• Wear a mask during your tour and anytime you’re interacting with others.
  • Stay home if you’re feeling sick.
  • Respect local quarantine requirements if you’re visiting from out of town.
  • Maintain at least 6 feet of distance from others.

The CDC calls these everyday preventive actions, and we think they’re smart for anyone to follow — on a tour or anywhere you may be going.

COVID-19 tour trend: Smaller groups

While a typical tour group size could range from 15-25 people (and some companies have tours of 50 or more), we’ve limited our tours to only 10 guests at most per guide. This limits the amount of contact made by each guest and also makes social distancing a lot easier. 

Guide insight: On top of smaller groups, I’ve found that most people are traveling within their pods. In general, that means each party usually only has 2-4 people. In fact, it might just be your group on the tour, a surprise treat our guests always love.

Fewer tourists and more space

Overall, the city is pretty empty. Areas like Times Square and the Charging Bull that used to be packed to the brim are almost ghost towns. While it does make me a little sad to see, it’s the ideal time to explore these famous sites and learn more about them.

And that’s especially true if you’re a local! You might not be able to go on vacation, but this is the perfect way to get out of the house (safely) and discover your city. If you live in NYC, one of the top tourism capitals of the world, you finally have a reason to see its best sights without a ton of people in your pics.

The same holds true for other global cities, from Paris to San Francisco.

Tips for staying safe during a tour

Pedestrians walking with masks

If you’re planning on booking a guided tour or have one coming up, here’s some key guidelines to follow to make sure you’re staying as safe as possible:

Always wear a mask.

Believe me, I know it can be annoying. But wearing a mask is a necessity for your health and, if you’re on one of our tours, a requirement. If you must, must, must remove your mask briefly for some reason, my advice would be to step far away from the guide and tour group until you’re ready to place your mask back on. 

Keep socially distant from others.

You know the drill: 6 feet apart. It can be a bit tricky on the tighter sidewalks in some of our cities, but your guide will be able to help.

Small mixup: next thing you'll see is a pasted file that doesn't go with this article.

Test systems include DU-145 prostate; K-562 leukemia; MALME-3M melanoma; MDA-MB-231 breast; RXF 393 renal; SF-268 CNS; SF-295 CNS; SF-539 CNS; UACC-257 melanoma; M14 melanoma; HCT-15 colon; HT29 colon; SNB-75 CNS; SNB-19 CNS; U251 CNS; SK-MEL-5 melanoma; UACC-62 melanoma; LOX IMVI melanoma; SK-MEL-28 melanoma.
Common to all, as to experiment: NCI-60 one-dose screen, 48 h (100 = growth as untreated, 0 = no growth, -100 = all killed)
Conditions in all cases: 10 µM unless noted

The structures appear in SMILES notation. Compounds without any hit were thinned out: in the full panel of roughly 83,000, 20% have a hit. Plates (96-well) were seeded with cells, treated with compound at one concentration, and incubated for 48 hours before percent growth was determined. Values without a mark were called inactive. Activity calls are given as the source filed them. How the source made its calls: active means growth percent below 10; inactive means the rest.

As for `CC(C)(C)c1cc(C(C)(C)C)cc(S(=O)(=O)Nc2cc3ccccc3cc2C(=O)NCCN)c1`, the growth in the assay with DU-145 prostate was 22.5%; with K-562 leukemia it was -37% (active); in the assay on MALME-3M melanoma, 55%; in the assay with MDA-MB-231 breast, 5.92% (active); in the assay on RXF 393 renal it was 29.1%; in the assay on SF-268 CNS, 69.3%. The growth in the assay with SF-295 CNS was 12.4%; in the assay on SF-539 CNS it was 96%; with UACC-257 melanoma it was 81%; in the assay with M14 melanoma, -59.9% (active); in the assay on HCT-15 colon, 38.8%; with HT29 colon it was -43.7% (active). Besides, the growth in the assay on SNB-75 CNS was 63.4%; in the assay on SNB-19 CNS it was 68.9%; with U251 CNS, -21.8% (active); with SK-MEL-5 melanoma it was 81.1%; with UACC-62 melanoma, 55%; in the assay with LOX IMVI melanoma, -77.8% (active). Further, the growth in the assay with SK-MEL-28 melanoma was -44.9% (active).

This rule is especially important when you stop somewhere to talk. You might be tempted to bunch together. I know I even catch myself wanting to tell people to scooch in (a habit from pre-COVID days to avoid getting in the way of locals.) But resist that temptation and keep the space. The guide will make sure everyone hears the whole tour so you’re not missing out.

Bring hand sanitizer.

This is a tip you should use beyond just tours. When you’re out and about in the city, open bathrooms are few and far between. This is just one of many results from the pandemic. So be prepared to stay clean and BYO hand sanitizer. Use it frequently, especially after you make physical contact with something or someone. 

If you run out or forget, no worries. Our guides carry hand sanitizer with them at all times and will be happy to provide you some during the tour. 

Wash hands before and after your tour.

Your guide often has recommendations on where to eat after your tour. But remember to stop by the restroom first to wash up.

It’s also a good idea to wash your hand thoroughly before the tour to decrease the spread of germs as much as possible.

Opt for outdoor activities.

If you’re tired of being cooped up in your house, getting outside could be the ticket. Guided tours held outdoors, often called walking tours, are a great way to go.

This type of tour is our specialty because it’s how we got started — walking tours of SoHo in NYC and Montmartre in Paris, but the biking and kayaking tours are other options. During COVID, these are a better choice than enclosed bus tours so people have plenty of open air and room for social distancing.

Taking a tour during COVID? Here’s how to prepare.

Statue of Liberty art